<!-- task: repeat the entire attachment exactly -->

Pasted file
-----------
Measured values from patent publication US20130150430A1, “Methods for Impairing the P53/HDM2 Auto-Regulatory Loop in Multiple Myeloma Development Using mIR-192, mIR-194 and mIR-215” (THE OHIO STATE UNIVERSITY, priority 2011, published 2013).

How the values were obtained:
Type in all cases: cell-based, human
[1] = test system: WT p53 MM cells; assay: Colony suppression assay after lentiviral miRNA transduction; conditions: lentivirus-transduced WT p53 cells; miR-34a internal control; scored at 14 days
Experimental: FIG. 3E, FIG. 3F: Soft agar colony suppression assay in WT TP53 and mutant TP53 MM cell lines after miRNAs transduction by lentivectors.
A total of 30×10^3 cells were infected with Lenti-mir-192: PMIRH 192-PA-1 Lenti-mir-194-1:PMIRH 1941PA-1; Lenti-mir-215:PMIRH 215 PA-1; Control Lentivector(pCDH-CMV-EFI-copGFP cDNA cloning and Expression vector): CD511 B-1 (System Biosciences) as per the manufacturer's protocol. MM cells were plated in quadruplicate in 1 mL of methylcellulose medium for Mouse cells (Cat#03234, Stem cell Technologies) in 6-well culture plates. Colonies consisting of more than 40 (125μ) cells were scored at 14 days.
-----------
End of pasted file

Measured values from patent publication US20130150430A1, “Methods for Impairing the P53/HDM2 Auto-Regulatory Loop in Multiple Myeloma Development Using mIR-192, mIR-194 and mIR-215” (THE OHIO STATE UNIVERSITY, priority 2011, published 2013).

How the values were obtained:
Type in all cases: cell-based, human
[1] = test system: WT p53 MM cells; assay: Colony suppression assay after lentiviral miRNA transduction; conditions: lentivirus-transduced WT p53 cells; miR-34a internal control; scored at 14 days
Experimental: FIG. 3E, FIG. 3F: Soft agar colony suppression assay in WT TP53 and mutant TP53 MM cell lines after miRNAs transduction by lentivectors.
A total of 30×10^3 cells were infected with Lenti-mir-192: PMIRH 192-PA-1 Lenti-mir-194-1:PMIRH 1941PA-1; Lenti-mir-215:PMIRH 215 PA-1; Control Lentivector(pCDH-CMV-EFI-copGFP cDNA cloning and Expression vector): CD511 B-1 (System Biosciences) as per the manufacturer's protocol. MM cells were plated in quadruplicate in 1 mL of methylcellulose medium for Mouse cells (Cat#03234, Stem cell Technologies) in 6-well culture plates. Colonies consisting of more than 40 (125μ) cells were scored at 14 days.